Julie Bergeron

Professor @ Université du Quebec en Outaouais

Other Speakers– Jrène Rahm,Geneviève Lessard,Nathalie Anwandter-Cuellar

Presentation Title: Embracing the Unknown While Exploring STEM: A Key Towards Inclusion, Motivation and Empowerment of Learners and Teachers

Abstract: Primary teacher’s attitudes and beliefs regarding STEM influences their teaching of STEM. It has been shown that while testifying to have low self-efficacy and anxiety related to STEM, teachers felt more secure when using strict, pre-planned and multi-step activities in STEM. Unfortunately, the rigid pre-planned and fully adult controlled activities in STEM literally “nurture” learners’ motivation problems, resulting in the development of negative attitudes towards STEM and considerably limit the students’ development of problem solving skills. Research has shown however, that breaking this cycle of avoidance and insecurity in STEM is possible. For instance, hands-on activities in the STEM classroom support student engagement and the development of practical sustainable strategies in STEM. Hence, we will share in images and short videos some promising practices as ways to animate engaging whole class dialogue around STEM issues with students, how to pursue open-ended questioning activities, how to optimise materiel discovery, and how to develop a community of expert-practitioners in the STEM classroom. Research suggests that these activities and strategies increase teachers’ and learners’ motivation and inclusion, making them experience science in meaningful and empowering ways. Therefore, this curriculum burst activity should inspire teachers and school advisors to explore and implement new practices in the STEM classrooms.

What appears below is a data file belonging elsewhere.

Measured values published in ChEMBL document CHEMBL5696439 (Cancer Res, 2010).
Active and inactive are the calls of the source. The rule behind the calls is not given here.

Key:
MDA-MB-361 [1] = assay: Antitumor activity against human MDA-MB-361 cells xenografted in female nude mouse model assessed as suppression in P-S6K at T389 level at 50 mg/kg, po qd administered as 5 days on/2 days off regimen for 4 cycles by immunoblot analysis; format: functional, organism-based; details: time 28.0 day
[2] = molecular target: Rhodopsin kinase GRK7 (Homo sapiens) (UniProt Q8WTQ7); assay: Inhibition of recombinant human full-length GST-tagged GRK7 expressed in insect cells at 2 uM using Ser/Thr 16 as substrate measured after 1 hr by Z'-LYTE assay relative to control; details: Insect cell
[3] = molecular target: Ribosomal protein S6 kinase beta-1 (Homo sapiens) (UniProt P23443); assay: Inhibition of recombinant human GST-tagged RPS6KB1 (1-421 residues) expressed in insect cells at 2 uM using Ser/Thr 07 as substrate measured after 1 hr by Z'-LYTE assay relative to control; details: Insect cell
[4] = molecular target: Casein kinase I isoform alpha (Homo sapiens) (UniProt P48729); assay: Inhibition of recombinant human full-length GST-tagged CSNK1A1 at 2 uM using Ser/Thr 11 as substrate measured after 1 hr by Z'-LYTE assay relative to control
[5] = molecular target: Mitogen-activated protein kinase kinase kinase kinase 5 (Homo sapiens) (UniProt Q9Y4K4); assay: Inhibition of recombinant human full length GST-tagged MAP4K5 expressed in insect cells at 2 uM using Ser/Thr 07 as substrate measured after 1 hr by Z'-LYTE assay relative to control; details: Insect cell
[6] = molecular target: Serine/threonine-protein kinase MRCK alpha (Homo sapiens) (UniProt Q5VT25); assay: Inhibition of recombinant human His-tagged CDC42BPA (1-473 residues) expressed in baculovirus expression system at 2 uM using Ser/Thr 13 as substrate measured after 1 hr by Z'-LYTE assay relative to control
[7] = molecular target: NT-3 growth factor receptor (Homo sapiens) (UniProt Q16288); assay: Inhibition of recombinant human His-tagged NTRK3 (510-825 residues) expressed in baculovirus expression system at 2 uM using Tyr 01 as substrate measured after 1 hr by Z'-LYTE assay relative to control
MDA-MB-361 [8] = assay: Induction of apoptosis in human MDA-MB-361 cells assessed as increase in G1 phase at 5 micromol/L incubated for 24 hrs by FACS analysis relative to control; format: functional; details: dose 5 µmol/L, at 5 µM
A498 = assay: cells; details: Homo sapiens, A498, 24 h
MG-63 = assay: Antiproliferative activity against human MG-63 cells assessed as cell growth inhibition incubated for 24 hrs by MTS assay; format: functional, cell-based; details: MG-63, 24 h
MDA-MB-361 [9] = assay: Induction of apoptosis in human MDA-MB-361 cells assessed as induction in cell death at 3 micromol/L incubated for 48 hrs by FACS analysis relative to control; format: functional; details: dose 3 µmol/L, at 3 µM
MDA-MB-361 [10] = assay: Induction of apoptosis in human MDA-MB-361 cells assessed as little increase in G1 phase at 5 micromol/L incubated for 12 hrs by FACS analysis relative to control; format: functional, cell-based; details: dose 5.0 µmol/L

Biography: Julie Bergeron studied anthropology (B.Sc.), educational sciences (minor) and psychopedagogy (M.Sc. and Ph.D). She has been a professor of educational sciences at the University of Quebec in Outaouais since 2012. She is a member of the Executive Committee of the UNESCO Chair in Democracy, Global Citizenship and Transformative Education (DCMET). She is responsible for the Education Partnerships Commission for UNESCO-DCMET. She is involved in numerous research projects in national and international educational development. She is particularly interested in accessibility, motivation, psychosocial adjustment and school perseverance of marginalized populations such as children with special needs and women in science, technology, engineering and mathematics. Also interested in optimizing social and school adjustments for children, she was in charge of a cultural and intercultural committee developing learning opportunities for diverse students in underserved communities. She also developed and led a professional internship program for student teachers in Panama, engaging them in culturally responsive teaching through an authentic experience in place.